By now, you will have probably read about the service last night at St. Mary's, Putney. The church was filled to capacity, the music was glorious, the crowd was warm, welcoming and supportive. It was clear that everyone wanted to be there. Except that one person wanted to be there for different reasons.
As I began to preach, this youngish man with long hair and long sideburns, carrying a motorcycle helmet, stood and began to point his finger at me and scream, "Heretic! Repent!"
It was a surreal moment. Of course we knew that something like this might happen. But you can't really adequately prepare for the reality of it.
My first, fleeting thought was, "What's going to happen next? Is he carrying something in that helmet? Is this going to be more than angry words?" But almost immediately, I found myself profoundly sorry for this young man. After he had been removed, and the hymn ended (the congregation had sung a hymn to drown out his shouting), when I asked the congregation to "pray for that man," I was nearly overwhelmed with sadness. All I could think about was that place in his heart which must be filled with such darkness, a place that was meant to be filled with loved, but because of whatever had happened in his life, whoever he has been associating with, it was filled with hate. Someone had to TEACH him to hate like that. He didn't learn it on his own. For a moment or two, I was nearly overwhelmed by my sense of sadness for him. The tears in my eyes and the crack in my voice were for this child of God who, I suspect, has experienced so much pain and unhappiness in his life.
And then, on with the sermon. Though everyone seemed to appreciate it, it was not my best, and my timing felt off. I meant what I was saying, and it was all true, but I was distracted -- wondering if there were plans for further interruptions by possible collaborators in the heckling, still feeling the sadness, and absorbing the trauma of what had just happened. The communion proceeded, and I sat and watched the faces as they came forward to receive. (I was not distributing the bread, to make it absolutely clear that I was not presiding at the service, having not been given permission to do so.)
I noticed Nick in the congregation. He was the young waiter from the cafe that is built right into the entrance to the church. He had served me lunch the day before, and then later told me that he was gay and Christian. He said his mother was Catholic and had told him that although it made her sad, he was going to hell. Nick was there to receive the Body and Blood of Christ with a large congregation who did NOT think he was hellbound.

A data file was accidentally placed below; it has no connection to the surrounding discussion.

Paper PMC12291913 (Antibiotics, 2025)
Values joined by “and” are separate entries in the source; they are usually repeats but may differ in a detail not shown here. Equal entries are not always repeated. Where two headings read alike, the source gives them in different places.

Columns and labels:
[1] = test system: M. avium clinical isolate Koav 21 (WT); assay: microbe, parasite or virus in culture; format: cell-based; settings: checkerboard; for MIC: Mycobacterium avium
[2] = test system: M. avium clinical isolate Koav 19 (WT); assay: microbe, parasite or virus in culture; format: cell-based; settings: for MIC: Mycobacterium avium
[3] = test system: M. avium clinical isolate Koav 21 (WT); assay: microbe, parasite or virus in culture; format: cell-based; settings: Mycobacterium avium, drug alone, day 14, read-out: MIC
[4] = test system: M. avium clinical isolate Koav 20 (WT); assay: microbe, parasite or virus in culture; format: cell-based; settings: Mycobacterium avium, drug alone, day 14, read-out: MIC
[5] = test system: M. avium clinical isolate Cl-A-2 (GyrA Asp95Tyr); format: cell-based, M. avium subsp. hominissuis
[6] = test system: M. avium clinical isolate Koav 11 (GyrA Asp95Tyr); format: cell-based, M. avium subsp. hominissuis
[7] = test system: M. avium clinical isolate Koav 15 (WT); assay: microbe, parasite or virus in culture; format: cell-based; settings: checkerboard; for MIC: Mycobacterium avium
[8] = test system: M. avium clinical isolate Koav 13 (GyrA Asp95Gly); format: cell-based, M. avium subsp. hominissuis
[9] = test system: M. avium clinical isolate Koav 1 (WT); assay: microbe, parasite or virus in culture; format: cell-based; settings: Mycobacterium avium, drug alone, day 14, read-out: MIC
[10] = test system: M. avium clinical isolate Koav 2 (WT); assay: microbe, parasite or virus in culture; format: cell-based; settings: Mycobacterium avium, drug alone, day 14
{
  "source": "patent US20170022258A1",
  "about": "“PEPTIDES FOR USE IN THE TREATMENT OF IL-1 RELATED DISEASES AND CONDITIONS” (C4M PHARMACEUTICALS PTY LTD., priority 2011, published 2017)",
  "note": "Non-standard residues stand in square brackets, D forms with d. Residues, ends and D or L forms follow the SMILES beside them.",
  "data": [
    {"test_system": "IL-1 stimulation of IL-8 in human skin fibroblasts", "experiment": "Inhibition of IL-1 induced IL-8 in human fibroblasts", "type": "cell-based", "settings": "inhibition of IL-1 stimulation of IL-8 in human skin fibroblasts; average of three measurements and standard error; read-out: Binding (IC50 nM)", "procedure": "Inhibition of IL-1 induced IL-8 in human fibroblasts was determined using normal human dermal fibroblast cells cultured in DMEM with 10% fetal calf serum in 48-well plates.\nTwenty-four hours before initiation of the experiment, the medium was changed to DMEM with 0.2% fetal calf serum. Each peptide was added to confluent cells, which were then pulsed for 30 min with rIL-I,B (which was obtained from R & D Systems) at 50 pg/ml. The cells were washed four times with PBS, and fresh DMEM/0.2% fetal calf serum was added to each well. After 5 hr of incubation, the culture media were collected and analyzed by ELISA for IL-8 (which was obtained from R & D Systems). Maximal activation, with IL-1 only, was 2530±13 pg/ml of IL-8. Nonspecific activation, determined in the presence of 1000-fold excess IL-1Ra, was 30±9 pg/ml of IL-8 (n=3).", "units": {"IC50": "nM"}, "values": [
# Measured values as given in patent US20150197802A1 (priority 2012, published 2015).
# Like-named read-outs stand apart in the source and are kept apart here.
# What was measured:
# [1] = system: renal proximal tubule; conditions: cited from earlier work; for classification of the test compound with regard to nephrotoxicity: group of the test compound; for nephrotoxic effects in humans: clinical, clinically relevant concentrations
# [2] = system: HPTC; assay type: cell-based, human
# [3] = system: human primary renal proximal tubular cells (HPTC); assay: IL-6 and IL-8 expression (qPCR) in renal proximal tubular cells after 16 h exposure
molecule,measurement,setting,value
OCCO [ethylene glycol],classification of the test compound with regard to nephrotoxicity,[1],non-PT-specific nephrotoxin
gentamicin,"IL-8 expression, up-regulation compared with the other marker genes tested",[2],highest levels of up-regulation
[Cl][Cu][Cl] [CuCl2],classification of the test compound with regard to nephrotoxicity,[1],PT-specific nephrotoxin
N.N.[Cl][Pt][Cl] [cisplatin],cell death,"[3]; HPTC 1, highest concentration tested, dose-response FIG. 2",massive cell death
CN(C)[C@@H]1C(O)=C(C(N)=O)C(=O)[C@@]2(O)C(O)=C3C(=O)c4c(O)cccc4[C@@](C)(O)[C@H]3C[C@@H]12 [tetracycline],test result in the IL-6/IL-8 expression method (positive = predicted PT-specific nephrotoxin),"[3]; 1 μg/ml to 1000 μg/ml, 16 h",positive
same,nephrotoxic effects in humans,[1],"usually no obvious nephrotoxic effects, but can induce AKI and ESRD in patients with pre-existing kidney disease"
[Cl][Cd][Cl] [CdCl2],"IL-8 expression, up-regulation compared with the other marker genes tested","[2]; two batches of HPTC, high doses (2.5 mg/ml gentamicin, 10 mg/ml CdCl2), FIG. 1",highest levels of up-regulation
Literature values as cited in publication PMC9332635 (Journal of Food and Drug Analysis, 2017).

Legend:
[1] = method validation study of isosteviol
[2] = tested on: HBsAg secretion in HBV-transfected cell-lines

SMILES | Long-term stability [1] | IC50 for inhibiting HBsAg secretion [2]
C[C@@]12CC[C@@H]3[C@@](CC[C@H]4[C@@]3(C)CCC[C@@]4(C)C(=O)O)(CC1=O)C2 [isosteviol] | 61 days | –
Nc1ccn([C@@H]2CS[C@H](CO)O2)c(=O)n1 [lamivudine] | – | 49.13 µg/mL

And then, after the service, there was Emily. I had been told about her by her vicar. She's about twenty years old and has muscular dystrophy. Her mobility is impaired, and her speech is labored. And she has recently announced to her family and friends that she is lesbian. She told her mother and her vicar that she wanted to be there to meet Bishop Robinson. I made sure she was brought up to the private space where we all gathered after the service.
She walked onto the terrace tentatively. I greeted her, noticing that her hands were very weak. With great difficulty, and needing time to shape each word as carefully as she could, she told me what my words and my ministry have meant to her. I asked her if I could hug her, and she melted into my arms for a long embrace. In that moment, I remembered why I was here in London, why I was talking about God's love for all of God's children. I remembered how MANY of God's lgbt children have never heard those words about themselves, or believed them. I was here for Emily, and Nick, and countless others I will never know. God loves them so much, and it must break God's heart that they doubt it. My job is to help rid them of that doubt.
I told Emily that if she could get her mother to bring her to Queen Elizabeth Hall the next night, I'd see she had a good seat for "For the Bible Tells Me So." She looked at her Mom in a way that both begged and demanded, and told me she'd be there. Something tells me that when Emily puts her mind to something, there'll be no stopping her.
What a day! With lots of people and potential danger outside, we decided to order Chinese food into the "upper room" of the Church. There we feasted on the most disgustingly unhealthy array of sweet-and-sour who-knows-what, and had a wonderful celebration of God's goodness to us all. What an honor, what a holy honor, to be on this pilgrimage to Canterbury.